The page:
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Final Reviews of 2014

2014 Has come to an end. Here are a few quick reviews to cap off Year 2 of BSReviews. Have a Happy New Year!

BIRDMAN   Like Chris Rock in Top Five, Michael Keaton plays the lead in a self referential story about the nature of “show business”. In what is likely an Oscar Nominating performance, the former Batman actor portrays the star of the fictitious super hero film trilogy, “Birdman”. Now a struggling actor in his late 50’s, Keaton’s Riggan Thomson is looking to make his comeback on Broadway with the help of his best friend/manager (Zach Galifianakis). All he has to do is wrangle his manic co-star (Edward Norton), manage his former addict daughter (Emma Stone), and keep his strong case of schizophrenia at bay.

As stories go, when it isn’t being too depressing or too pretentious for its own good, Birdman is an absolute marvel. There are several key moments that strike a chord, such as Thomson’s angry rant about the nature of Critics or a special effects laden dream sequence that deconstructs the nature of the average moviegoer. Where the movie makes its biggest mark is in its cinematography. Set mainly within the confines of a theater, Director Alejandro González Iñárritu manages to shoot and edit the entire film to look like one long take, creating a true sense of an onscreen stage play that is unlike anything I’ve ever seen.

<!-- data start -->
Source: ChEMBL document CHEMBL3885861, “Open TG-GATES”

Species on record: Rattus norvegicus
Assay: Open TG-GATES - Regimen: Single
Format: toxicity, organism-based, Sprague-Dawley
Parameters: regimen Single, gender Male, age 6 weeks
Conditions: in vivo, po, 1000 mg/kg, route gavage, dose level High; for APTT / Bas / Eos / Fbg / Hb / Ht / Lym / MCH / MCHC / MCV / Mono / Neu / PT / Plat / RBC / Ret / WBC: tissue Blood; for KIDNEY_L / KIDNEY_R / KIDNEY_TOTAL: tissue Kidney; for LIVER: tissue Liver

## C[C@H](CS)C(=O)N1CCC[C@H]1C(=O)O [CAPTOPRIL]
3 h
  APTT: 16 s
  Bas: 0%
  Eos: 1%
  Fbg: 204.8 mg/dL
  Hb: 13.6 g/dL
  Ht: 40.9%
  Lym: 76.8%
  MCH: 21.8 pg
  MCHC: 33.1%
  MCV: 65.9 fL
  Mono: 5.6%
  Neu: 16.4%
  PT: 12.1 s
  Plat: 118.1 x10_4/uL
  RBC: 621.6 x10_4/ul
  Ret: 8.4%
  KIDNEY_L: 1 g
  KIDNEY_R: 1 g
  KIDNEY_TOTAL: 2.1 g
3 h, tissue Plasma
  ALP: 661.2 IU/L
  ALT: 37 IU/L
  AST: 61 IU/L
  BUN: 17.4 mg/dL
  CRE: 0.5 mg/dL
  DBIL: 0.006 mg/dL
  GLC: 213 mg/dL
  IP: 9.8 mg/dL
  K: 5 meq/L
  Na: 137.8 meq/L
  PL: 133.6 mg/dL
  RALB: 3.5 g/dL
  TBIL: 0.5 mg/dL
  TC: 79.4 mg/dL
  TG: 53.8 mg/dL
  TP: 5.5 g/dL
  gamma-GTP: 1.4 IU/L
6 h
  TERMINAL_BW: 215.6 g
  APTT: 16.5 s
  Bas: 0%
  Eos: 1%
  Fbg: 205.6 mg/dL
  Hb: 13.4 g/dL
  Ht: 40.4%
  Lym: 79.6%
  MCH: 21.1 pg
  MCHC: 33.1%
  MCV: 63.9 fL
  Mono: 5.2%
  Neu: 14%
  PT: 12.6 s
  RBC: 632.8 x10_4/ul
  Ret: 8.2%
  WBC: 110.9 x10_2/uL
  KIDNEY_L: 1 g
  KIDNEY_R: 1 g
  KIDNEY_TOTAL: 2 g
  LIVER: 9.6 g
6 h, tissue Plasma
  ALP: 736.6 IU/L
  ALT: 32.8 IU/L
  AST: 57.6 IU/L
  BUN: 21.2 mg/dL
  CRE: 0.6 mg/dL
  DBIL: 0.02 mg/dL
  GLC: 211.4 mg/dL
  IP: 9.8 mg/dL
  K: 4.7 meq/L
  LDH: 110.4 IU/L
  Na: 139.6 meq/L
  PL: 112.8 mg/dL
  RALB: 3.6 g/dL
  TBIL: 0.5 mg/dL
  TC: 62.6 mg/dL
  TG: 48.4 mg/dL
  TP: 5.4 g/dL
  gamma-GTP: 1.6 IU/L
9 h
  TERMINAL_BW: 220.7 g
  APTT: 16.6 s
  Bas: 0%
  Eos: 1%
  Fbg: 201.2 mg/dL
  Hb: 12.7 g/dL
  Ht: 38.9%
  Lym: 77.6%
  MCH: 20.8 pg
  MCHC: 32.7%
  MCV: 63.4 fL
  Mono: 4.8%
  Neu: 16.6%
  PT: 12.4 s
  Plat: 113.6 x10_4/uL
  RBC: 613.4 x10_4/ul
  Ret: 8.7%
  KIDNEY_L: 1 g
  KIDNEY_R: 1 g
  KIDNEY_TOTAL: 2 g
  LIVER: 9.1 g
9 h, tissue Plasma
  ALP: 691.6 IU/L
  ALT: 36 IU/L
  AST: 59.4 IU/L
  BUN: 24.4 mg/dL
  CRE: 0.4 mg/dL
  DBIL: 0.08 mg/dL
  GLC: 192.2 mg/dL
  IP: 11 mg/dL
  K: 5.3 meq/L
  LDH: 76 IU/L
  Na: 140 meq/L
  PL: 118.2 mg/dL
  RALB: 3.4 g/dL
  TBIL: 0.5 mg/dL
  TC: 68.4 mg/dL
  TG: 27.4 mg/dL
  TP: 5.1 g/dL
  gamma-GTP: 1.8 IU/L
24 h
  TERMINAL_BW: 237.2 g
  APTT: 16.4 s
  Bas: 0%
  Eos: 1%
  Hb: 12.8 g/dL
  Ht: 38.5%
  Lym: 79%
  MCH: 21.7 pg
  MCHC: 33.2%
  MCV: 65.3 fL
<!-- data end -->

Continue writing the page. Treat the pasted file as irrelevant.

THE INTERVIEW  Although it is one of the most controversial film’s in recent history, don’t be fooled into thinking The Interview is something that it isn’t. Just because terrorist threats and an angry North Korean government nearly brought about the end of the film before its begging, doesn’t mean it’s actually good. In fact, the movie is exactly what it was advertised to be: A James Franco and Seth Rogen movie. This time it revolves around the two bff’s trying to assassinate North Korean dictator Kim Jong-un.

Have you seen This Is The End? Have you seen Pineapple Express? Did you enjoy them? If the answer to those questions is yes, then you will enjoy The Interview. Franco’s TV host character is a moronic, yet somewhat charismatic, man-child who can’t be taken too seriously. Seth Rogen’s producer best friend tries to keep him in check and tries to navigate around his stupidity. As you should expect from their earlier works, the movie is garishly dumb. Kim Jung-un (Randall Park) is portrayed in a fashion no different than how any sketch comedy show portrays George Bush Jr. or Bill Clinton so don’t expect to find anything groundbreakingly controversial. I, personally, found the aforementioned films absolutely hilarious. So it goes without saying that I laughed out loud watching this movie. And it goes without saying that if you aren’t a fan of Rogen and Franco’s antics, don’t watch. That goes for you too, North Korea.


My countdown of my favorite and least favorite films of 2014 will be coming later this week. See you in 2015!

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